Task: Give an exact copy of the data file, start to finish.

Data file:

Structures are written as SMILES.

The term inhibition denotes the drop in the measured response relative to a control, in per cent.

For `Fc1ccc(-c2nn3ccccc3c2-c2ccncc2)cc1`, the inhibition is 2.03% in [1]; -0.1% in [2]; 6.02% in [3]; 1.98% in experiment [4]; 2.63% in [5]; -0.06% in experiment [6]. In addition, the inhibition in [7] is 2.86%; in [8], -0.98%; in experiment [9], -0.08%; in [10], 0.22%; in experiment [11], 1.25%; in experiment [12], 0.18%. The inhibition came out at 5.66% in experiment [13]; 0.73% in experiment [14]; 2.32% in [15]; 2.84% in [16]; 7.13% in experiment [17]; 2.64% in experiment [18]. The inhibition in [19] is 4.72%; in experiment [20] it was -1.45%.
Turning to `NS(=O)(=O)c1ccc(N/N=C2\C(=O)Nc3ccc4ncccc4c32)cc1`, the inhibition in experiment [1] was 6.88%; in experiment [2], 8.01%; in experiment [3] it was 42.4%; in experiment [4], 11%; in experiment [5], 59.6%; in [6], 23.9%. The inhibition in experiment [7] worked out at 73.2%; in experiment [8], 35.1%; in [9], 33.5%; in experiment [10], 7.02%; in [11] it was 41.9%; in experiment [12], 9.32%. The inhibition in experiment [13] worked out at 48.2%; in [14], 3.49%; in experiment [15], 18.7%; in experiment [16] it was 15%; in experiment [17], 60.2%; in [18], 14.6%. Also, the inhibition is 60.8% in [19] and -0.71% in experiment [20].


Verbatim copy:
Structures are written as SMILES.

The term inhibition denotes the drop in the measured response relative to a control, in per cent.

For `Fc1ccc(-c2nn3ccccc3c2-c2ccncc2)cc1`, the inhibition is 2.03% in [1]; -0.1% in [2]; 6.02% in [3]; 1.98% in experiment [4]; 2.63% in [5]; -0.06% in experiment [6]. In addition, the inhibition in [7] is 2.86%; in [8], -0.98%; in experiment [9], -0.08%; in [10], 0.22%; in experiment [11], 1.25%; in experiment [12], 0.18%. The inhibition came out at 5.66% in experiment [13]; 0.73% in experiment [14]; 2.32% in [15]; 2.84% in [16]; 7.13% in experiment [17]; 2.64% in experiment [18]. The inhibition in [19] is 4.72%; in experiment [20] it was -1.45%.
Turning to `NS(=O)(=O)c1ccc(N/N=C2\C(=O)Nc3ccc4ncccc4c32)cc1`, the inhibition in experiment [1] was 6.88%; in experiment [2], 8.01%; in experiment [3] it was 42.4%; in experiment [4], 11%; in experiment [5], 59.6%; in [6], 23.9%. The inhibition in experiment [7] worked out at 73.2%; in experiment [8], 35.1%; in [9], 33.5%; in experiment [10], 7.02%; in [11] it was 41.9%; in experiment [12], 9.32%. The inhibition in experiment [13] worked out at 48.2%; in [14], 3.49%; in experiment [15], 18.7%; in experiment [16] it was 15%; in experiment [17], 60.2%; in [18], 14.6%. Also, the inhibition is 60.8% in [19] and -0.71% in experiment [20].